Kevin White shines at Bears practice, but raises questions after


When first-year wide receivers coach Zach Azzanni met with the media Monday, he spoke about needing to keep Kevin White's mind off what's being said about him, and showing him his 2014 college tape to remind him how good he can be. He also spoke about how he's most effective, and believes in, bringing a "college style" of hard coaching to the Bears in his first year in the NFL.

Wednesday morning, before going out and having his best practice of camp (and maybe that's why), White sent out a conspicuous tweet that left the impression he was indeed paying attention to some things that were being said about him: "Believe none of what you hear and half of what you see."

The famous Ben Franklin quote came out of nowhere, without a reference point, and White was asked about it after practice.

"It was just a quote," he said. "I think some people may take a story and run with it. It wasn't true so that's just how I feel about some things, some people. Like if I wanted to tell you a secret and by the time it got across through everybody and got to me it wouldn't be the same. So that's really it."

Moments earlier, White was asked about Azzanni showing him his college tape, but indicated the coach's assertion that he initiated it to serve as a confidence tool wasn't accurate.

"As far as the college film, that was amongst players: me, Kendall Wright and Victor Cruz," White said. "It was actually Kendall's idea to watch each other's college film since we had a little time off. Watched mine, then watched Kendall's, then watched Victor Cruz, when he was with the Giants. As far as that goes, that's all I know."

Reporters circled back to the topic as White was asked about how Azzanni (his third position coach in White's three years here) helps him.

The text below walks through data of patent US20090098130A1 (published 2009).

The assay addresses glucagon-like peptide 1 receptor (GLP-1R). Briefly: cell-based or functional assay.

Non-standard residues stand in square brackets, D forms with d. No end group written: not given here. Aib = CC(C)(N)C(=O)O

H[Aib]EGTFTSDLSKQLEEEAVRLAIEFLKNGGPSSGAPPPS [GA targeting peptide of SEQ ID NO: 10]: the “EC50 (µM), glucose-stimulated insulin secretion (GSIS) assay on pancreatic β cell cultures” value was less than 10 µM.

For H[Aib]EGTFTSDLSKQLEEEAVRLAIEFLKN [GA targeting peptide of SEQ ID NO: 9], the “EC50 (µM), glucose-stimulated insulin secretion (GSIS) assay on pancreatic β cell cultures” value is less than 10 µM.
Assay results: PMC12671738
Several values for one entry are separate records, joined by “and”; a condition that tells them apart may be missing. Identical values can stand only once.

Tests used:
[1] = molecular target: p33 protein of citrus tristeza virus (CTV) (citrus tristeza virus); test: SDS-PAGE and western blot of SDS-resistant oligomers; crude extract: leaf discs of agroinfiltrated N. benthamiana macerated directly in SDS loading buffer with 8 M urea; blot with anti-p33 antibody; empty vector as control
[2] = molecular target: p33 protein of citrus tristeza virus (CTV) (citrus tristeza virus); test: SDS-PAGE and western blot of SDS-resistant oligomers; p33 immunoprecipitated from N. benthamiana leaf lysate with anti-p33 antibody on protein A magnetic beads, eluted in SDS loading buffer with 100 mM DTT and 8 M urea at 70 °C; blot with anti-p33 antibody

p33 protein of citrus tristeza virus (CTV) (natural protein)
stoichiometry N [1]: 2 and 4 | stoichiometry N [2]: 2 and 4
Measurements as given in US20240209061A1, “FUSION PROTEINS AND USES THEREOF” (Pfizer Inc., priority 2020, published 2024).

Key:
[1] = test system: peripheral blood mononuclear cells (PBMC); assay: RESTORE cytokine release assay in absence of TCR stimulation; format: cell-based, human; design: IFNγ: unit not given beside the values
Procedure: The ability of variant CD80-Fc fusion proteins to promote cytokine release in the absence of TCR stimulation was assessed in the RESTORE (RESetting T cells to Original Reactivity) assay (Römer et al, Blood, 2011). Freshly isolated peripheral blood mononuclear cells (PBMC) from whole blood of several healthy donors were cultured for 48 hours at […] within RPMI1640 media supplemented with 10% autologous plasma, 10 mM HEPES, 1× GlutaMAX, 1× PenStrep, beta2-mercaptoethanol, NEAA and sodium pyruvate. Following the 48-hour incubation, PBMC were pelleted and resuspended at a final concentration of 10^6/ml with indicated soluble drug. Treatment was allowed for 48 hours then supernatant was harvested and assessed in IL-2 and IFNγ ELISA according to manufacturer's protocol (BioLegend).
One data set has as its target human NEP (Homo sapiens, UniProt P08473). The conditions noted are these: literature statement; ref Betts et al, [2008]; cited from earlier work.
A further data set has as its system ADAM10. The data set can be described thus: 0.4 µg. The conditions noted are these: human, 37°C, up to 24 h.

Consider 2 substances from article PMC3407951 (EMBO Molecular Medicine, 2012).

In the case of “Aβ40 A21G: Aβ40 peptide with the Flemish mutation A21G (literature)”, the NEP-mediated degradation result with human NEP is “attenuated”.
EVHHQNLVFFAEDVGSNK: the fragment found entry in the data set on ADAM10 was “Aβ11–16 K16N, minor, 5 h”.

"Coaching me like everybody else."

Is he giving you a boost?

"As far as...?"

Helping you get better.

"Yeah I think everyone as a staff is helping me and everyone else get better."

Are you upset he told the college tape story?

"What story?"

That he showed it to you?

"Who showed it to me?"

Coach Azzanni.

"Like I said, it was me, Kendall Wright, Victor Cruz. Watched mine, watched Kendall's, then watched Victor Cruz with the Giants."

When the topic was broached in a subsequent interview on 670 The Score's "Bernstein and Goff," White said Azzanni was in the room at the time, and that he doesn't need to watch film from his West Virginia days to restore his confidence.

Unless the tweet was about something completely unrelated, we're left with the impression there's some miscommunication or non-truth-telling on some level here. Or both.

But after two frustrating seasons in which leg injuries limited him to just four games, White just wants to get on the field. What his relationship is with Azzanni is now in question.

Azzanni was a great interview on Monday, but would he dare go so far as to take credit for something that wasn't his idea, or misrepresent whether it was used for motivation and confidence? If that's the case, should White have just let it slide publicly rather than make this a topic now and raise a discussion over whether he can get along with his coach? It's another narrative now when all White really wants is to play, and prove doubters wrong.

But if someone with whom he should work closely and trust tells the media an inaccuracy with his coaching methods, is he right to take a public stand over ironing it out behind closed doors?

As much as White wants to say he blocks out what's being said about him (especially negatives), it's obviously not the case with his tweet, and if this is what it's referring to. It's bringing more off-the-field attention as it was somehow brought to his attention. (Perhaps seeing, our someone he knows seeing, the Tuesday "Pro Football Talk" headline "Bears trying to remind Kevin White he was once good at football" led him down this road, who knows?)

There's also the possibility White was referencing something totally different and the college tape story isn't really a big deal to him, and all's fine with Azzanni despite declining an opportunity to express that he's helping him. But that clarification never came, saying it was just "general stuff."

Azzanni is an energetic, enthusiastic assistant getting this opportunity after 18 years of collegiate coaching experience, including stops at Florida and Tennessee. Now that it's out in public, you can bet this topic is now a discussion point between, at least, him and White.

It's a long season and any misunderstanding certainly needs to be worked out. Every team has players who may not be crazy about their coach. But winning teams don't let this become public.

Good for talk shows and readership, bad for chemistry. And just the thing White claims he likes to avoid.

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